Communication is a very important aspect of human life; it is with communication that helps human beings to connect with each other as individuals and as independent groups. Through communication, man is able to advance human developments in all fields. In informatics, the very purpose of the existence of computer is information dissemination – to be able to send and receive information. Humans are quite successful in conveying ideas with one another, and reacting appropriately. This is due to the fact that we share the richness of the language we share, have a common understanding of how things work and an implicit understanding of everyday situations. When human communicate with human, they comprehend the information that is apparent to the current situation, or context, hence increasing the conversational bandwidth. This ability to convey ideas, however, does not transfer when human interacts with computer. On its own, computers do not understand our language, do not understand how the world works and cannot sense information about the current situation. In a typical impoverished computing set-up where the mechanism used to provide computer with information is through the use of mouse, keyboard and screen, the end result is we explicitly provide information to computers, producing an effect that is contrary to the promise of transparency and calm technology in Marc Weiser’s vision of ubiquitous computing (Weiser 1991; Weiser 1993; Weiser and Brown 1996). To reverse this trend, it is imperative that ways and methodologies are developed, enabling computers to have access to context. It is through context-awareness that we can increase the richness of communication in human-computer interaction, through which we can reap the most likely benefit of more useful computational services.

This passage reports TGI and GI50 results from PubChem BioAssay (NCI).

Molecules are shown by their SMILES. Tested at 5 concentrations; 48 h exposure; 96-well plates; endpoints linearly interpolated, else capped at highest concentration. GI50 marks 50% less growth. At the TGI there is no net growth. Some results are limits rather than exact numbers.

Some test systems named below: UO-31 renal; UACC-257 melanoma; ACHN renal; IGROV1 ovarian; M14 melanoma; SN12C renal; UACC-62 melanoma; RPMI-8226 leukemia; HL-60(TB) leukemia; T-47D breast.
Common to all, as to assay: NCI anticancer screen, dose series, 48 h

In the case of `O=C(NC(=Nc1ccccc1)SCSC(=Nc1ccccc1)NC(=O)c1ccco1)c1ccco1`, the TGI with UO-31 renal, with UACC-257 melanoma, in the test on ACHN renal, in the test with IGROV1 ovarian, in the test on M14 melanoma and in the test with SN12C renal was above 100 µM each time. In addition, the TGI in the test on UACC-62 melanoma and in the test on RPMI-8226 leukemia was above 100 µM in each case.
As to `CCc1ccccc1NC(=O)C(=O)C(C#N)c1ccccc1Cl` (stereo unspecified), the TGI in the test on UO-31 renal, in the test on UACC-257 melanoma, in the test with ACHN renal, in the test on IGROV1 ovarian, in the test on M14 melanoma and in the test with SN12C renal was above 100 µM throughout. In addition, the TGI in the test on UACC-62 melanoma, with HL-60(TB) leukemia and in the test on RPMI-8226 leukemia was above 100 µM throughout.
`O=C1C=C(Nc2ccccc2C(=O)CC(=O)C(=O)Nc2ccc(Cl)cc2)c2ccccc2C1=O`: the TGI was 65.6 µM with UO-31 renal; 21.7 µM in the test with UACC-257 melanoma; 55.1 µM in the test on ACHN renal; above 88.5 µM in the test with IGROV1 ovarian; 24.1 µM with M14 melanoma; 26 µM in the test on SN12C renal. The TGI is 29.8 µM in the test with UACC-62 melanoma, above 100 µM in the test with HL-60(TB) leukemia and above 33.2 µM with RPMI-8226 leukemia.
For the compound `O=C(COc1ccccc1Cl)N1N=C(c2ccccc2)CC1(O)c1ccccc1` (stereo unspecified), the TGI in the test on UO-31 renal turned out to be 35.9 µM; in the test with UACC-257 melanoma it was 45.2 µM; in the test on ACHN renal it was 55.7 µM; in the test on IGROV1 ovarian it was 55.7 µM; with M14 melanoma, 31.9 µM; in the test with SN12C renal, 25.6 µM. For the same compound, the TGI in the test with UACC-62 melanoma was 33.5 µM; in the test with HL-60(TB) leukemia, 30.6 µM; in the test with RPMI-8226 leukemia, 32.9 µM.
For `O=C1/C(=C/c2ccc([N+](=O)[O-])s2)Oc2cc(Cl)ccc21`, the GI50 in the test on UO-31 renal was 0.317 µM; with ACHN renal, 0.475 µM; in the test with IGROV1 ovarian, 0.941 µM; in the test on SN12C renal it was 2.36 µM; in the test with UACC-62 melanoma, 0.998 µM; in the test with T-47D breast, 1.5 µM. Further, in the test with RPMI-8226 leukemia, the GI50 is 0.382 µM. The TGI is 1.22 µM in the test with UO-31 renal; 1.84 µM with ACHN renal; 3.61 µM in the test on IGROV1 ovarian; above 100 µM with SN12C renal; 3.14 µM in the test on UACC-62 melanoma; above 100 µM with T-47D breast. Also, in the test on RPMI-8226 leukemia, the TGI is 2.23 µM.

Context (Dey and Abowd 1999; Gwizdka 2000; Dey 2001; Coutaz, Crowley et al. 2005) is a subjective idea and its interpretation varies from one’s personal point of view to another. Context evolves and the methodology for acquisition of contextual information is essential. However, the one has the final word as to whether the envisioned context is correctly captured /acquired or not is the end user. Current research works indicate that some contextual information are already predefined by their systems from the very beginning – this is correct if the application domain is fixed but is incorrect if we infer that a typical user does different computing tasks in different occasions. With the aim of coming up with more conclusive and inclusive design, we conjure that what contextual information should be left to the judgment of the end user who has the authority to determine which information is important to him and which is not. This leads us to the incremental acquisition of context where context parameters are added, modified or deleted one context parameter at a time.